National Council of Churches

Media Contact: Carol Fouke, 212-870-2252;


February 12, 2003, PARIS, France -- American church leaders in Paris
apparently caught many in the French public by surprise this week when they
spoke out in opposition to U.S.-led military action against Iraq. People had
gotten the idea that the U.S. churches all supported the proposed war, the
church leaders said.

The five-member delegation from the (U.S.) National Council of Churches met
with French churches Feb. 10-11 as part of a search for peaceful solutions
to the Iraq crisis.

We are here representing the official position of the National Council of
Churches - with 50 million members in 36 denominations - and the Roman
Catholic Church, with nearly 64 million U.S. members, said the Rev. Michael
E. Livingston, Executive Director of the International Council of Community
Churches, an NCC-member denomination.  Large portions of the American
population dont support this war.

Thats news here, commented John Briscoe, providing NCC staff support to the
delegation, speaking by phone from Paris.  He described the delegations
Monday news conference, and said, The general impression in France is that
the churches are all behind Bush.

President Bush is a member of the United Methodist Church, which is one of
the NCCs member churches.  Said Mr. Briscoe, Many of the questions kept
circling back to, Bush is a member of a church thats a member of the NCC.
The United Methodists and the NCC are opposed to going to war against Iraq.
Yet Bush is pushing ahead.  How is that possible?

The NCC is organizing visits to five European capitals as part of the U.S.
ecumenical bodys search for peaceful solutions to the Iraq crisis. The first
delegation met Feb. 5 in Berlin with counterparts from across Europe and
with German Chancellor Gerhard Schroeder.  Upcoming visits include London
(Feb. 17-19), where Britains Prime Minister Tony Blair has agreed to meet
the delegation on Feb. 18; Rome (Feb. 25-28), and Moscow and/or Madrid

The NCC delegation was hosted in Paris by the French Protestant Federation
and its President, the Rev. Jean-Arnold de Clermont.  With the group in
Paris was Rudiger Noll, Associate General Secretary of the Conference of
European Churches. Mr. Noll is based in Brussels.

Representatives of the Council of Catholic Bishops of France also
participated actively in the delegations visit, of significance in this
largely Roman Catholic country, Mr. Briscoe noted.

Joining the in Mondays news conference were the Ecumenical Officer of the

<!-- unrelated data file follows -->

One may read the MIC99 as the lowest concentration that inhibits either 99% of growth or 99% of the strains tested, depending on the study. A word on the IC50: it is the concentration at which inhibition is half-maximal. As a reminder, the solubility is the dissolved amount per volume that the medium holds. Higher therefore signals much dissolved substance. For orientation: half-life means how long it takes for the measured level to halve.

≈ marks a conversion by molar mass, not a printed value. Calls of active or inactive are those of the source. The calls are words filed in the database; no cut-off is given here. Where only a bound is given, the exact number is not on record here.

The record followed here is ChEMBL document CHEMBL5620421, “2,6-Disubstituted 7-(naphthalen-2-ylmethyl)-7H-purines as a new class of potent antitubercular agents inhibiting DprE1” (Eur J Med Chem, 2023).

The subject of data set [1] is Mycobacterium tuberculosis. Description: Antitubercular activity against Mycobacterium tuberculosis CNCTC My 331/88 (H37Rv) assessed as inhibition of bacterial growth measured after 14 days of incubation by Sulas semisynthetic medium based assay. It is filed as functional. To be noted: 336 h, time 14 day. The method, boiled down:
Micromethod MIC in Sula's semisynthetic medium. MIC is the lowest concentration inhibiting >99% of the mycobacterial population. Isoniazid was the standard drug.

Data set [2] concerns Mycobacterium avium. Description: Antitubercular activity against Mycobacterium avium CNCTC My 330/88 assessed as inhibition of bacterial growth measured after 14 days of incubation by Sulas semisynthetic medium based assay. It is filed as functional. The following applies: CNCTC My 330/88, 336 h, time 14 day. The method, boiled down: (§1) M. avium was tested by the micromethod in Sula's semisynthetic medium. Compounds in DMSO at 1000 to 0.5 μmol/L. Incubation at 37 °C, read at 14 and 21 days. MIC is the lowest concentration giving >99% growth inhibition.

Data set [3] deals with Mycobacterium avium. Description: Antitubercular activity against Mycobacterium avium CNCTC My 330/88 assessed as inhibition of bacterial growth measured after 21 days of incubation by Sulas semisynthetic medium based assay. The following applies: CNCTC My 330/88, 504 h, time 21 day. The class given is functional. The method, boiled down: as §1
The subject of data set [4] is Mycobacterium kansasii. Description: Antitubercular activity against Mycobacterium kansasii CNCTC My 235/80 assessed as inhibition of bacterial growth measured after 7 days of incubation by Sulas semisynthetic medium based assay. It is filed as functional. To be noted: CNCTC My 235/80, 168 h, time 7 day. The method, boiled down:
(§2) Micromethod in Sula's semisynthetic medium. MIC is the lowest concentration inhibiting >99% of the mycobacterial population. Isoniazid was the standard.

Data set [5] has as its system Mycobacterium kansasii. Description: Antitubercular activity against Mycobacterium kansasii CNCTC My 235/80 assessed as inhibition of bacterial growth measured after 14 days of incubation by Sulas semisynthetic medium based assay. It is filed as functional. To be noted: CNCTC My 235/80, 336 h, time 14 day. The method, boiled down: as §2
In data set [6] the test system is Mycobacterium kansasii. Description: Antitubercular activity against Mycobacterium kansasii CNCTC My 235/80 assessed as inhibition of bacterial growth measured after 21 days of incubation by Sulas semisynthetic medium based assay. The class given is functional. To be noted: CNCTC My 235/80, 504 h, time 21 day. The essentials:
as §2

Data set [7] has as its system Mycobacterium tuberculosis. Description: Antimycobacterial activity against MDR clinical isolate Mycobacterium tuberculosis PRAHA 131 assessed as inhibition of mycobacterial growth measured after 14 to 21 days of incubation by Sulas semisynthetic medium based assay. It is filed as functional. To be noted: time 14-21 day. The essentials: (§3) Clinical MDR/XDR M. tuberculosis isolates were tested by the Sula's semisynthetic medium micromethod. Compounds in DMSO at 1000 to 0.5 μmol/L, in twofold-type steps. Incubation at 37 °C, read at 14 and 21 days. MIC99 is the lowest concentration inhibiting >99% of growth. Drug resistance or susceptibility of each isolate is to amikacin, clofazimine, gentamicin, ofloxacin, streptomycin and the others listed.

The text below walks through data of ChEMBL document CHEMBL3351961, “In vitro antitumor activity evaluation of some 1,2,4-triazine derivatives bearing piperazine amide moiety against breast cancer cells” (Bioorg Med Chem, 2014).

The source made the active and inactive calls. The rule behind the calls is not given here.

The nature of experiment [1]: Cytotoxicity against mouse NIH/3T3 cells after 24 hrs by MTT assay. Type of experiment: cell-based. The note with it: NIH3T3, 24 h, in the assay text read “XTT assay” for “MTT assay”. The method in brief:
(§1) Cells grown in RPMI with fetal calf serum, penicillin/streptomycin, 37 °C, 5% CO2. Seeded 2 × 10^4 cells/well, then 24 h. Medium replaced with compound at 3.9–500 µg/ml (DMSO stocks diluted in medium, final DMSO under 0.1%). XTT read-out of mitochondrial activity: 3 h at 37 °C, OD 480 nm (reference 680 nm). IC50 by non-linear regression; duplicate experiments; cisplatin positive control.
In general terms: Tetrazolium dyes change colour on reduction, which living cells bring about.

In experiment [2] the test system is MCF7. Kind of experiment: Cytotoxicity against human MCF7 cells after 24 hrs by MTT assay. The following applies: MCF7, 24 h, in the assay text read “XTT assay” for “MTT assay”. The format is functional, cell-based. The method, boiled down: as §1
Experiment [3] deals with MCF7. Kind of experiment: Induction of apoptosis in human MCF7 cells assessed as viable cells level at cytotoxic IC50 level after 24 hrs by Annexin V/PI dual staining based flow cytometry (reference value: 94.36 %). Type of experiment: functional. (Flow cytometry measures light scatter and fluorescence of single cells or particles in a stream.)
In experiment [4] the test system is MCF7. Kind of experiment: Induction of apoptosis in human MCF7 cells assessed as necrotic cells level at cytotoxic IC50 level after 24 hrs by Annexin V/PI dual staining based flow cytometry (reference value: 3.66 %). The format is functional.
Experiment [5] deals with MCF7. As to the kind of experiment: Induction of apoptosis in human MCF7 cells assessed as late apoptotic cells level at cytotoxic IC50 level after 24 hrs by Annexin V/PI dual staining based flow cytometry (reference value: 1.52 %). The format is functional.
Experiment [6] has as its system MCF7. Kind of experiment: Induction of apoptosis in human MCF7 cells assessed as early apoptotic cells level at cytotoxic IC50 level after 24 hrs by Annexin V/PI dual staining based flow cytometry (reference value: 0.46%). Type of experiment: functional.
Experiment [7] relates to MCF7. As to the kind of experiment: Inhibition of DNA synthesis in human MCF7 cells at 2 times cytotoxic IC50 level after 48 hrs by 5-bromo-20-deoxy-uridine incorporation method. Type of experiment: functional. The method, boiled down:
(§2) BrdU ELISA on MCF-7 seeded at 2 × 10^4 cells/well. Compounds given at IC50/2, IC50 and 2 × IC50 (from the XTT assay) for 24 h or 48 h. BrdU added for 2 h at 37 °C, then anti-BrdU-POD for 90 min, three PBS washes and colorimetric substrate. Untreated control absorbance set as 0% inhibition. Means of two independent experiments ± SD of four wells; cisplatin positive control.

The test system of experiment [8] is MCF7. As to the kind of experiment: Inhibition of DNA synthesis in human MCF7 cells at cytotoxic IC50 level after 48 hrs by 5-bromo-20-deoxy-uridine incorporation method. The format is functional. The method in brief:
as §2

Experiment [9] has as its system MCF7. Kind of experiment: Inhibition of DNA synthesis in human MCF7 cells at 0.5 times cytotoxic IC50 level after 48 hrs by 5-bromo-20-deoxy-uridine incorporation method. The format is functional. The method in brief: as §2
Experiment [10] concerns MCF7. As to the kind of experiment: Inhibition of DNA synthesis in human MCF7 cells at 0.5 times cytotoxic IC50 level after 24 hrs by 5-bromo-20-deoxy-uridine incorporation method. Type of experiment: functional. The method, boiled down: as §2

Roman Catholic Church in France, the American Episcopal Bishop of Europe,
and a representative of the Baptist Churches of France.

The Monday schedule also included a meeting with the staff of the French
Protestant Federation and an ecumenical service at the Church of the

Tuesday afternoon, the church leaders met with Hubert Colin de Verdiere,
General Secretary of the French Ministry of Foreign Affairs.

The Rev. Daniel E. Weiss, Immediate Past General Secretary of the American
Baptist Churches in the U.S.A.; described the broad spectrum of U.S.
churches that are pressing for peaceful alternatives to going to war against

Both the National Council of Churches, with 36 Protestant, Orthodox, African
American and Peace member churches, and the U.S. Conference of Catholic
Bishops formally are on record in opposition to this war, maintaining that
it does not meet criteria for a just war.  They especially cite the horrific
toll on Iraqi civilians, already battered by 20 years of war and 12 years of
economic sanctions.

We dont like Saddam Hussein, he said, but we feel there are much better ways
to resolve the Iraq crisis that this.  Agreed the Rev. de Clermont, What are
we doing, tormenting children in Iraq and subjecting millions of innocents
to sickness and suffering?

In the meeting with U.S. and French church leaders, Mr. de Verdiere stressed
that for Europeans, the growth of the European Union is a historical event
of great significance -- soon to encompass 25 nations -- which has been
formed with a vision of what a "world at peace" could be like.

That vision has produced peaceful relations among the nations of the world's
once most-contentious continent, he said.  And that vision is built on a
commitment to the United Nations as a vehicle.  However imperfect it may be,
the United Nations holds out the best hope for bringing those peaceful
relations to the nations of all the continents, he said.

Therefore, the U.S. governments actions with respect to Iraq are seen as an
ominous threat to the United Nations, said Mr. de Verdiere, resulting in
European reaction that tends to be stronger than expected.

Besides the Rev. Livingston, of Trenton, N.J., the Rev. Weiss, of Marco
Island, Fla., and Mr. Briscoe, of New York City, the NCC delegation included
Thomas H. Jeavons, Wallingford, Pa., General Secretary, Philadelphia Yearly
Meeting, Religious Society of Friends (Quaker), and Father Stanley DeBoe,
Silver Spring, Md., Trinitarian Fathers.

Father DeBoes order was founded in Paris 800 years ago, with its mission to
facilitate the payment of ransoms and the return of prisoners, both Muslim
and Christians, during the Crusades.  Now he is co-chair of Churches for
Middle East Peace, continuing in the Trinitarian Fathers historic ministry
of reconciliation.